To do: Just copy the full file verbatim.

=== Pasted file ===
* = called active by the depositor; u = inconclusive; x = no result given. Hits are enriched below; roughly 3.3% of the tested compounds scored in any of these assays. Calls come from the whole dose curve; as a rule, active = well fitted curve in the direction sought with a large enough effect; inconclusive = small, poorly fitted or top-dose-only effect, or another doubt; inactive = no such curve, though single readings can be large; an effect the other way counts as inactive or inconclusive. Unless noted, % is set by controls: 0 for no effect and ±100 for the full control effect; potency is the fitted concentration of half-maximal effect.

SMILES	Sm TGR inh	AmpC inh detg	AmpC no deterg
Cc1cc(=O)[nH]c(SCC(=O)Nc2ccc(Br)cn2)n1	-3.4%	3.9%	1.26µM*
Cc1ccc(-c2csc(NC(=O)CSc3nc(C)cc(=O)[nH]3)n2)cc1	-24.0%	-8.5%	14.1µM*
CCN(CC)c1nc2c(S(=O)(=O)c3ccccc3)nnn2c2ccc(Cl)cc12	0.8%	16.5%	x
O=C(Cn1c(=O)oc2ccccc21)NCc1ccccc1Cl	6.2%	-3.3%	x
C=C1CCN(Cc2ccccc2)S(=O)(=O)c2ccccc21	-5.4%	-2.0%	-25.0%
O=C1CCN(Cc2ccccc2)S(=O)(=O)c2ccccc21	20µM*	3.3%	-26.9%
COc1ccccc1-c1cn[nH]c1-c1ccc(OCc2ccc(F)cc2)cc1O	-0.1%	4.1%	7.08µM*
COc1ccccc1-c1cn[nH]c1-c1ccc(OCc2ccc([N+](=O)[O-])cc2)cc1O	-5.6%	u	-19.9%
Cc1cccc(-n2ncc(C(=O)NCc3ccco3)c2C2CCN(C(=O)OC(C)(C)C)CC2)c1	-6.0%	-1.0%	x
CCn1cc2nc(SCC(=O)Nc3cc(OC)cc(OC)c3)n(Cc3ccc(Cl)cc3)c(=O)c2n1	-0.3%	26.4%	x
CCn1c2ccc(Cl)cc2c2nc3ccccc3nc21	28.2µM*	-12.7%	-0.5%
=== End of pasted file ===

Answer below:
* = called active by the depositor; u = inconclusive; x = no result given. Hits are enriched below; roughly 3.3% of the tested compounds scored in any of these assays. Calls come from the whole dose curve; as a rule, active = well fitted curve in the direction sought with a large enough effect; inconclusive = small, poorly fitted or top-dose-only effect, or another doubt; inactive = no such curve, though single readings can be large; an effect the other way counts as inactive or inconclusive. Unless noted, % is set by controls: 0 for no effect and ±100 for the full control effect; potency is the fitted concentration of half-maximal effect.

SMILES	Sm TGR inh	AmpC inh detg	AmpC no deterg
Cc1cc(=O)[nH]c(SCC(=O)Nc2ccc(Br)cn2)n1	-3.4%	3.9%	1.26µM*
Cc1ccc(-c2csc(NC(=O)CSc3nc(C)cc(=O)[nH]3)n2)cc1	-24.0%	-8.5%	14.1µM*
CCN(CC)c1nc2c(S(=O)(=O)c3ccccc3)nnn2c2ccc(Cl)cc12	0.8%	16.5%	x
O=C(Cn1c(=O)oc2ccccc21)NCc1ccccc1Cl	6.2%	-3.3%	x
C=C1CCN(Cc2ccccc2)S(=O)(=O)c2ccccc21	-5.4%	-2.0%	-25.0%
O=C1CCN(Cc2ccccc2)S(=O)(=O)c2ccccc21	20µM*	3.3%	-26.9%
COc1ccccc1-c1cn[nH]c1-c1ccc(OCc2ccc(F)cc2)cc1O	-0.1%	4.1%	7.08µM*
COc1ccccc1-c1cn[nH]c1-c1ccc(OCc2ccc([N+](=O)[O-])cc2)cc1O	-5.6%	u	-19.9%
Cc1cccc(-n2ncc(C(=O)NCc3ccco3)c2C2CCN(C(=O)OC(C)(C)C)CC2)c1	-6.0%	-1.0%	x
CCn1cc2nc(SCC(=O)Nc3cc(OC)cc(OC)c3)n(Cc3ccc(Cl)cc3)c(=O)c2n1	-0.3%	26.4%	x
CCn1c2ccc(Cl)cc2c2nc3ccccc3nc21	28.2µM*	-12.7%	-0.5%